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Proposal of “Intellectual Tie (CHI-EN) ”: a new way of connection through intellectual curiosity

I wrote an article that a new kind of personal connection will increase its importance for retired people in Vol. 7 2001 issue of my newsletter, “Smart Senior Business Review”. This is the fourth tie of relationship to replace or reinforce the three ties that have dominated the older adults’ lives for many years: blood (family) tie, regional (community) tie, and company (business) tie.


The fourth tie – an intellectual tie – will help the development of the older adults’ community.

Smart Senior Business Review, Vol.7


I introduced this concept again on the evening edition of Nikkei, a quality paper in Japan on March 30th, 2002, in an article titled as “How to Live Your Life after Retirement – a New Tie Will Make Your Life Vital”. I also presented an idea of a new way of dwelling for the near future in my book, “Senior Business: Ten Successful Strategies for a Diverse Market”, specifically in Chapter 9, “Intellectual Tie: Intellectual stimulations can be the driving force to formulate the older adults’ residential community”.


The Nikkei, March 30th, 2002

How to Live Your Life after Retirement – A New Tie Will Make Your Life Vital


The English Teachers’ Magazine, March 2003

A Village Where Older Adults Gather with Intellectual Tie


In contrast with the traditional ties such as “blood tie” and “company tie”, I defined the new “intellectual tie” as a connection being based on shared intellectual curiosity.


Compared to an earlier time of large families, today’s smaller nuclear families have decreased the significance of  “blood ties”. As a child grows up to be an adult, his/her activity areas grow bigger as well, which eventually weakens his/her “regional ties”. If he/she starts working in a company, his/her “company ties” will be his/her major community until the day he/she retires. After retirement, this “company tie” will gradually disappear, while it is difficult to recover your “regional ties” all at once. On the other hand, it is easier to create a new community based on your interests or hobbies, which is what I call “intellectual ties”.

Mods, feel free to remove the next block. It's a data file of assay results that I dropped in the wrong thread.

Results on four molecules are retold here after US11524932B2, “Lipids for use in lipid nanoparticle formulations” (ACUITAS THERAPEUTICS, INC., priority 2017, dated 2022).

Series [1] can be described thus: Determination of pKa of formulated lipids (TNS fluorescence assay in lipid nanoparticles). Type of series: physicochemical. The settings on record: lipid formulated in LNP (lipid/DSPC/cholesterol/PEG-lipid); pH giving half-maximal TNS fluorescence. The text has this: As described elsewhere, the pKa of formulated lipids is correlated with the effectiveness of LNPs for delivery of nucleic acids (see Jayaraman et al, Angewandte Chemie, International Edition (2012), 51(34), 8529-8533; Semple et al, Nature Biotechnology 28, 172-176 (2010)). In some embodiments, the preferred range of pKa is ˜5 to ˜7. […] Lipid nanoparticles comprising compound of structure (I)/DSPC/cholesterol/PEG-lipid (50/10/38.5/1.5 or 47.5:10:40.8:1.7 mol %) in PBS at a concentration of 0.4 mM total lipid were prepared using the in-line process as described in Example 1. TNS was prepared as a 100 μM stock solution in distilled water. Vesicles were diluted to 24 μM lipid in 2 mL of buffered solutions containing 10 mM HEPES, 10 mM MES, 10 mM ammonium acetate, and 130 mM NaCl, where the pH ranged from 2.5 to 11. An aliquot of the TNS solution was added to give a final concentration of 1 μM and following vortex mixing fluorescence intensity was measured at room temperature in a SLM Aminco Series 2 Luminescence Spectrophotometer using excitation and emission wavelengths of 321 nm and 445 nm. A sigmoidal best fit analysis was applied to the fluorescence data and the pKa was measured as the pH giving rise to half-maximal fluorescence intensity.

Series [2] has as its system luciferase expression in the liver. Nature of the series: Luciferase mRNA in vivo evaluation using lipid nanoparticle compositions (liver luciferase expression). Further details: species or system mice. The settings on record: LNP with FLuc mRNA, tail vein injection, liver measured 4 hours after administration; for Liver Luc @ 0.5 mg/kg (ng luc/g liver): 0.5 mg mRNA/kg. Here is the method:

The traditional “company tie” and “regional tie” are based on a place you belong to, while this new “intellectual tie” is based on empathy and shared interests with other people. These connections are supported by personal or social media such as email, blog, and social network services. Personal messages or information that you send out through these kinds of media can bring opportunities to evoke favorable responses from unknown people.


There is a new word often heard these days in Japan: MUEN, meaning “no personal ties”. The so-called MUEN society and the CHI-EN (intellectual ties) society have both appeared due to changes in family structures and the popularity of information devices.

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